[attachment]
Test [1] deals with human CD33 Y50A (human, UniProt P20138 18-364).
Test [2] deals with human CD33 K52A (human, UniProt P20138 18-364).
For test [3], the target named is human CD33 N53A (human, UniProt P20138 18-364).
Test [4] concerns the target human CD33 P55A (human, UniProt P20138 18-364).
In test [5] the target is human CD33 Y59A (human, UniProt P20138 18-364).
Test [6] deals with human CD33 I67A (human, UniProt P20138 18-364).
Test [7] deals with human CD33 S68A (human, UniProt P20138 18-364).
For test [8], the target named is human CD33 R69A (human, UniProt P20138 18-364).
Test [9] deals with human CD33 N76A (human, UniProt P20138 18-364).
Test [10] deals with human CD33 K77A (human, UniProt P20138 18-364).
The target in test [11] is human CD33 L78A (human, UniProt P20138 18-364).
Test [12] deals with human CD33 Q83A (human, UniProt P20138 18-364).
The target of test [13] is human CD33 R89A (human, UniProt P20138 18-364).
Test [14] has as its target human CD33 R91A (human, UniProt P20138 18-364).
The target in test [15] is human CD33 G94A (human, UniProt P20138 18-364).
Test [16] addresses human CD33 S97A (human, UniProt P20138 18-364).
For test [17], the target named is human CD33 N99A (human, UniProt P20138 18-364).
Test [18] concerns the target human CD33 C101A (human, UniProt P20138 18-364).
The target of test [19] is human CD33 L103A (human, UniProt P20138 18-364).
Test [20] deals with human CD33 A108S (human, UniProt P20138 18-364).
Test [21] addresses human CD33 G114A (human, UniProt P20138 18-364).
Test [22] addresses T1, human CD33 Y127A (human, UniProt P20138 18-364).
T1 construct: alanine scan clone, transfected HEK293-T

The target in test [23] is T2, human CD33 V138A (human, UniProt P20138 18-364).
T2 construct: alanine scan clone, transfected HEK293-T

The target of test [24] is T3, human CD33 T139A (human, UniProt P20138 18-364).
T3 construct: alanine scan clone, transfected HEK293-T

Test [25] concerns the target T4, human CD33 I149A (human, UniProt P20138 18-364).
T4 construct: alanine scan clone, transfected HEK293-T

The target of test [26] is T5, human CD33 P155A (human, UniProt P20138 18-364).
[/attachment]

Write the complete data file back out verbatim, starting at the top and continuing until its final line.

Test [1] deals with human CD33 Y50A (human, UniProt P20138 18-364).
Test [2] deals with human CD33 K52A (human, UniProt P20138 18-364).
For test [3], the target named is human CD33 N53A (human, UniProt P20138 18-364).
Test [4] concerns the target human CD33 P55A (human, UniProt P20138 18-364).
In test [5] the target is human CD33 Y59A (human, UniProt P20138 18-364).
Test [6] deals with human CD33 I67A (human, UniProt P20138 18-364).
Test [7] deals with human CD33 S68A (human, UniProt P20138 18-364).
For test [8], the target named is human CD33 R69A (human, UniProt P20138 18-364).
Test [9] deals with human CD33 N76A (human, UniProt P20138 18-364).
Test [10] deals with human CD33 K77A (human, UniProt P20138 18-364).
The target in test [11] is human CD33 L78A (human, UniProt P20138 18-364).
Test [12] deals with human CD33 Q83A (human, UniProt P20138 18-364).
The target of test [13] is human CD33 R89A (human, UniProt P20138 18-364).
Test [14] has as its target human CD33 R91A (human, UniProt P20138 18-364).
The target in test [15] is human CD33 G94A (human, UniProt P20138 18-364).
Test [16] addresses human CD33 S97A (human, UniProt P20138 18-364).
For test [17], the target named is human CD33 N99A (human, UniProt P20138 18-364).
Test [18] concerns the target human CD33 C101A (human, UniProt P20138 18-364).
The target of test [19] is human CD33 L103A (human, UniProt P20138 18-364).
Test [20] deals with human CD33 A108S (human, UniProt P20138 18-364).
Test [21] addresses human CD33 G114A (human, UniProt P20138 18-364).
Test [22] addresses T1, human CD33 Y127A (human, UniProt P20138 18-364).
T1 construct: alanine scan clone, transfected HEK293-T

The target in test [23] is T2, human CD33 V138A (human, UniProt P20138 18-364).
T2 construct: alanine scan clone, transfected HEK293-T

The target of test [24] is T3, human CD33 T139A (human, UniProt P20138 18-364).
T3 construct: alanine scan clone, transfected HEK293-T

Test [25] concerns the target T4, human CD33 I149A (human, UniProt P20138 18-364).
T4 construct: alanine scan clone, transfected HEK293-T

The target of test [26] is T5, human CD33 P155A (human, UniProt P20138 18-364).